Zhang isn't alone in taking these steps. A Xinhua reporter at Fuzhou railway station witnessed many passengers calling their families to tell them their train number and which carriage they were assigned. Some even took photos of their tickets and sent it to their relatives.
Trains are the primary mode of transport in China, according to a research by the China Youth Daily in 2009. More than 80 percent of the 3,000 respondents said trains were "cheaper, safer and faster."
The development of China's high-speed railways surged after the State Council created a medium- and long-term development plan for the country's railway network in 2004. Train speeds have increased significantly since then, with bullet trains being put into use on major railways.
By the end of 2010, 8,358 km of high-speed railways had been put into operation, ranking the first in the world in terms of length.
According to the railway network development plan, which was revised in 2008, the total length of the country's railways is expected to reach 13,000 km by 2010 and 16,000 km by 2020.
China announced its ambition to send 1.9 billion passengers in 2011 at the National Railway Work Conference this past January.
Peng Qiyuan, head of the School of Traffic and Logistics at Southwest Jiaotong University, said bullet trains are generally safe in terms of design.
"A train should be equipped with a detector that can automatically check the signal in front," he said. "Two trains should be kept strictly 7,000 to 8,000 meters apart."
Ma Guanghai, a professor with the School of Philosophy and Social Development, understands people's panic.
"Bus accidents are frequently reported, and airplane accidents are hard to escape, so as a result, people like to take trains," he said.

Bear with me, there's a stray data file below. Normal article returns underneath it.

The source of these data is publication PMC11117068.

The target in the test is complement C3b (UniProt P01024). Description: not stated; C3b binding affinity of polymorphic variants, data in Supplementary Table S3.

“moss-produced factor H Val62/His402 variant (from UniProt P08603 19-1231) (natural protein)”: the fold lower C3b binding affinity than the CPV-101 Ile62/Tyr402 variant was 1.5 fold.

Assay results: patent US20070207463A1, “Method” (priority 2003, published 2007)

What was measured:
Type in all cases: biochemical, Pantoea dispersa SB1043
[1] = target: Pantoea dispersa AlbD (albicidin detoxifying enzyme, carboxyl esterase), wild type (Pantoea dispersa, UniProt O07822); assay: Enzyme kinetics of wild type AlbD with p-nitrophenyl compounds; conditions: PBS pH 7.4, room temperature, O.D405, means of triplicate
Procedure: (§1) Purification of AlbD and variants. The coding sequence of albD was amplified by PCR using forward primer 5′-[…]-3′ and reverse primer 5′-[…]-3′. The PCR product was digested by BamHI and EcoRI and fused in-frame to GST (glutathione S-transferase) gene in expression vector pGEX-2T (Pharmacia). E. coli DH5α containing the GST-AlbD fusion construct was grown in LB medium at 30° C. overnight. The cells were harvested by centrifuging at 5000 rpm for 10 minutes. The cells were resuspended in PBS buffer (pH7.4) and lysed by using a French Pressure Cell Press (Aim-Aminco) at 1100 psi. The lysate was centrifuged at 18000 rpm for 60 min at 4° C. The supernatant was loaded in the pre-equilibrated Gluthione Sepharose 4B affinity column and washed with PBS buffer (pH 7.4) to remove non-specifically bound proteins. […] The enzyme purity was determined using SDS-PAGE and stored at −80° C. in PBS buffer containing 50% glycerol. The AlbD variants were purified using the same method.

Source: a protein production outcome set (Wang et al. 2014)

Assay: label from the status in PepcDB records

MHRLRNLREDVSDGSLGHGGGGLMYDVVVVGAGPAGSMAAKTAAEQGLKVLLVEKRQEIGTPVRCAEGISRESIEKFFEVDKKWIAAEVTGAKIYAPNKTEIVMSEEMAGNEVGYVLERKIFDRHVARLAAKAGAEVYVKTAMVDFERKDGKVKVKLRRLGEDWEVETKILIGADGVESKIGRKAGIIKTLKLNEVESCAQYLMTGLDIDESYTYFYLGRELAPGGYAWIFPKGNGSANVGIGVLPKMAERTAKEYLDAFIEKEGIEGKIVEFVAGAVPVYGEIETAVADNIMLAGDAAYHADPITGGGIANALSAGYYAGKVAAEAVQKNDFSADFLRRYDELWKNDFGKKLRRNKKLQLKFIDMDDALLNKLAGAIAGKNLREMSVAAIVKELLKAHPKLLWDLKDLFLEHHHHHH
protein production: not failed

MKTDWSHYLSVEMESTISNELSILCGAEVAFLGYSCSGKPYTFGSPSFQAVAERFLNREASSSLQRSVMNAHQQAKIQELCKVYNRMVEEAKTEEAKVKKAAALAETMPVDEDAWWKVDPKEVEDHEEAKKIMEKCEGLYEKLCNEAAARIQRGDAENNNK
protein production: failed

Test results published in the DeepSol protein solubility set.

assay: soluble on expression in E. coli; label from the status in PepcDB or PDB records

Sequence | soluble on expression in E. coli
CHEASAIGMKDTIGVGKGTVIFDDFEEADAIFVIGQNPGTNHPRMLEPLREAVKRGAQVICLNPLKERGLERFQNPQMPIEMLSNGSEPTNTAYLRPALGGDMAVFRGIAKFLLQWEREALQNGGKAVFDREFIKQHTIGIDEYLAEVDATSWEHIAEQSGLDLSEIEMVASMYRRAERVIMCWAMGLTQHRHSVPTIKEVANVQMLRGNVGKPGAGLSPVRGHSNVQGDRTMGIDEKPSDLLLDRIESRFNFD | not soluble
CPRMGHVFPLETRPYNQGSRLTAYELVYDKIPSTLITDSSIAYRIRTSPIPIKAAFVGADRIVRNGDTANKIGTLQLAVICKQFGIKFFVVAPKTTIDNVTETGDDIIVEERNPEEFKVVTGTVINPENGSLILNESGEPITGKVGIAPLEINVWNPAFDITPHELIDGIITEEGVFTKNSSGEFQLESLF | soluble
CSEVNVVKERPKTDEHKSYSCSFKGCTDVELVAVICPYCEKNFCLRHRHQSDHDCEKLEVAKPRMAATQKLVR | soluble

Ma said this accident has seriously undermined people's confidence, especially at a time when many of the new Beijing-Shanghai high-speed trains have been late and online communication spreads information quickly.
Premier Wen Jiabao said last week that prioritizing safety for China's high-speed railways is the only way to win trust from foreign countries.
"High-speed railway development should integrate speed, quality, efficiency and safety, and safety should be put in first place," he said.
But Wang noted that what the nation's people want to see is real change -- not pledges and platitudes.
"We need to improve the management level and facilities to convince the passengers that trains are still reliable," he said.
Meanwhile, he said the railway authority should change its attitude toward the public.
When asked about the controversial burying of the carriages, Wang Yongping, spokesman for China's Ministry of Railways, said the move was to facilitate rescue work, and added "whatever you think, I believe in it," and that particular choice of words angered many.
"Authorities should be more sincere and reflect on their mistakes, so as to win forgiveness from the public," Wang said.
His view was shared by passengers.
A man from a law firm in Beijing, who only identified himself as Liu, just bought an airline ticket to Jinan, capital of eastern Shandong province, although the journey by train would have only taken three hours.
"I would still take trains in the future," he said. "But only after a thorough check throughout the system and assurances that all loopholes are mended."
Early numbers not so robust for Beijing's first international beer festival
Beijing's Palace Museum, also known as the Forbidden City, is steeped in history, dreams and tears, which are perfectly reflected in design.
China continues to be a place of fascination for traveling artists from around the world.